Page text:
This impressive collection of skulls and bones was gathered by an ex-zookeeper who took advantage of a pig plague.
Also known as the “Court of Skulls,” the small Belgian museum known as Schedelhof is actually the private collection of a single zookeeper who began collecting the remains as a hobby after coming into a surplus of plague-ridden pig bones.
Former zoo worker Ward Geldof did not always collect bones, but once he began, he couldn’t seem to stop. It all began when a mysterious plague swept through the pig population at the zoo he worked at, killing a number of the animals. Given the unenviable, but necessary job of disposing of the carcasses, Geldof too the opportunity to save their skulls for display and his lifelong hobby was underway.
Over the years Geldof continued to collect skulls and whole skeletons not just from his zoo but from purchases and donation from all over the world. Geldof buys recently deceased animals and allows a special variety of beetle (which he also breeds) to swarm over the carcass, making short work of any lingering flesh. Once cleaned, the bones are added to the museum which he built behind his house. Today there are over 700 (double that according to some reports) specimens in his collection ranging from pigs to field mice to walrus’ to a controversial giraffe skeleton.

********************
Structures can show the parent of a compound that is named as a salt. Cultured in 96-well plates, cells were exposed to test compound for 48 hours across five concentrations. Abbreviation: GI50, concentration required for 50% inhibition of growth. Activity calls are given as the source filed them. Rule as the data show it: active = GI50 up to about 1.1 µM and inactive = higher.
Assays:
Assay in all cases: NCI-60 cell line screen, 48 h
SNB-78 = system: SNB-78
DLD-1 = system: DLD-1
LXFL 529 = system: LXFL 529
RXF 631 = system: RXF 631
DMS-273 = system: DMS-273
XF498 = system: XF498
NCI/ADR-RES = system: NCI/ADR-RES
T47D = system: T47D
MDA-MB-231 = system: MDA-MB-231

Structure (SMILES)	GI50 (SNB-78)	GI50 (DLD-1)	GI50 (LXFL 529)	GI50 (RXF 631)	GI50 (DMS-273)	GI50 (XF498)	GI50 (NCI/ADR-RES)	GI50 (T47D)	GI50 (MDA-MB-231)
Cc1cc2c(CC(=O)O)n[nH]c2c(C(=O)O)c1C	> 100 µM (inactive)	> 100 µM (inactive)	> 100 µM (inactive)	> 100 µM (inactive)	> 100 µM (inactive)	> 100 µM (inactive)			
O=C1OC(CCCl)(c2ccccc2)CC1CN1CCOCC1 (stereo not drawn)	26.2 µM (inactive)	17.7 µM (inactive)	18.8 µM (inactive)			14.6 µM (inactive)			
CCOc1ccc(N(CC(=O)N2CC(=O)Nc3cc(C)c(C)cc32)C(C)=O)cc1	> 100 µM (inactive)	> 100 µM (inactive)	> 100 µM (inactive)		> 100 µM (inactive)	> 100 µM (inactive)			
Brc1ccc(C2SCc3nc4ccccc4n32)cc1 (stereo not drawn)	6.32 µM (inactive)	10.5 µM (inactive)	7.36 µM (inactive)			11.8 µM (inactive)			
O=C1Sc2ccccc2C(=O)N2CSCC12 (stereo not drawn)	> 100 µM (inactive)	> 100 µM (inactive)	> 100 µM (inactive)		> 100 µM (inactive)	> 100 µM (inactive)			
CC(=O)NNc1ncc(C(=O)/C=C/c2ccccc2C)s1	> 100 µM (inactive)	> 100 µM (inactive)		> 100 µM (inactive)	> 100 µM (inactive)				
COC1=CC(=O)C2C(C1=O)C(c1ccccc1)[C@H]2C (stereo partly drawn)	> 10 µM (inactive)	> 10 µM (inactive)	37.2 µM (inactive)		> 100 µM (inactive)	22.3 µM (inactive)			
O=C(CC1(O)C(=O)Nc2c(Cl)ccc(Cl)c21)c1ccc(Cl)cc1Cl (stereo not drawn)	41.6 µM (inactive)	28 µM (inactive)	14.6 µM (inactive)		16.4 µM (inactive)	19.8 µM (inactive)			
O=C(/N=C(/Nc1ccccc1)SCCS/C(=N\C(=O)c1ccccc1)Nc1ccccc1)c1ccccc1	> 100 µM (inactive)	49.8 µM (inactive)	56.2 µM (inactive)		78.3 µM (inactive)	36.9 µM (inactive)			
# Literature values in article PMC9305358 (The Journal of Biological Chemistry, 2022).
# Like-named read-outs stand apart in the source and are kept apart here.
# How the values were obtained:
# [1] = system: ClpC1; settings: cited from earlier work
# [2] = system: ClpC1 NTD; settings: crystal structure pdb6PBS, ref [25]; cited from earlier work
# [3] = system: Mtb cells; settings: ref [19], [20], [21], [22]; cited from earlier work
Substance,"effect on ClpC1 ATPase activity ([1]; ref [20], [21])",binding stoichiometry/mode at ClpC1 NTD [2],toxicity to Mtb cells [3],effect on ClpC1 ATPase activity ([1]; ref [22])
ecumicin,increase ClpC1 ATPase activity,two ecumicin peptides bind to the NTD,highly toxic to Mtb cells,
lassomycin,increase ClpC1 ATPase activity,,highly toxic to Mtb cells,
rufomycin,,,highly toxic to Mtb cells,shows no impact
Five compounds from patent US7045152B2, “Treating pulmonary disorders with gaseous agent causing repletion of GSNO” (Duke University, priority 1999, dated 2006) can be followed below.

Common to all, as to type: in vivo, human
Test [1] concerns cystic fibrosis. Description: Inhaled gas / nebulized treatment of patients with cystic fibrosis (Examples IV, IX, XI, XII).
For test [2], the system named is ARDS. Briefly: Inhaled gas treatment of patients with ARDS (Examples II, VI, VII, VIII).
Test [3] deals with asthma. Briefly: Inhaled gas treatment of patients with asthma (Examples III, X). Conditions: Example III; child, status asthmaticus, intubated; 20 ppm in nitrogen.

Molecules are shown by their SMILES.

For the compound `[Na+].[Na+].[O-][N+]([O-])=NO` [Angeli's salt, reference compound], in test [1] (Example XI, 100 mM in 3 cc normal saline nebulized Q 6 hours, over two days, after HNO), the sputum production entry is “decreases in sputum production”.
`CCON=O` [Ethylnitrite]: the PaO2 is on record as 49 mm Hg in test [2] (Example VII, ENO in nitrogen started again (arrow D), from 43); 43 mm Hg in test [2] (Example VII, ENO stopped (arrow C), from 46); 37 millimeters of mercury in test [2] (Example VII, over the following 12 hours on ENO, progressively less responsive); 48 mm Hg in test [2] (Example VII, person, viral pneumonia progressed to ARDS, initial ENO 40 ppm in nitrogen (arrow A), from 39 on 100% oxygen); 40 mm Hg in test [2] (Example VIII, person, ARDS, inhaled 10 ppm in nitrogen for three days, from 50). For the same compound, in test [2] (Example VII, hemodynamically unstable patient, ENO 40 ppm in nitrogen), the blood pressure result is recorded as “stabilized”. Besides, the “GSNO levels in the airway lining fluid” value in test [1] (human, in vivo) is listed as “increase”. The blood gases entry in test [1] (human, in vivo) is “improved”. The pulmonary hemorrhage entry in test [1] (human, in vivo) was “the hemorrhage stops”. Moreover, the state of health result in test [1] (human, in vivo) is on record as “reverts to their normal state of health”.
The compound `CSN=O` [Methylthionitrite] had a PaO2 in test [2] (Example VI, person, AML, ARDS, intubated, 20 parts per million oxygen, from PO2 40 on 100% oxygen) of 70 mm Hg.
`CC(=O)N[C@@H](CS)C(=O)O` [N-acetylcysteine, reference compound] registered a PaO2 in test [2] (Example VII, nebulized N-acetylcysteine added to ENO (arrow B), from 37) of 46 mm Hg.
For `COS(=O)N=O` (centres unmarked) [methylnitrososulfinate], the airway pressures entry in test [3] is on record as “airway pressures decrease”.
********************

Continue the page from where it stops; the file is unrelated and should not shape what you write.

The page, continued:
Reptiles, mammals, birds, and fish of all shape and size are now represented in the Schedelhof. Geldof does not charge for his museum, and is happy to chattily lead visitors through his collection so long as they make an appointment.
Update: As of August 2019, the Schedelhof is closed.
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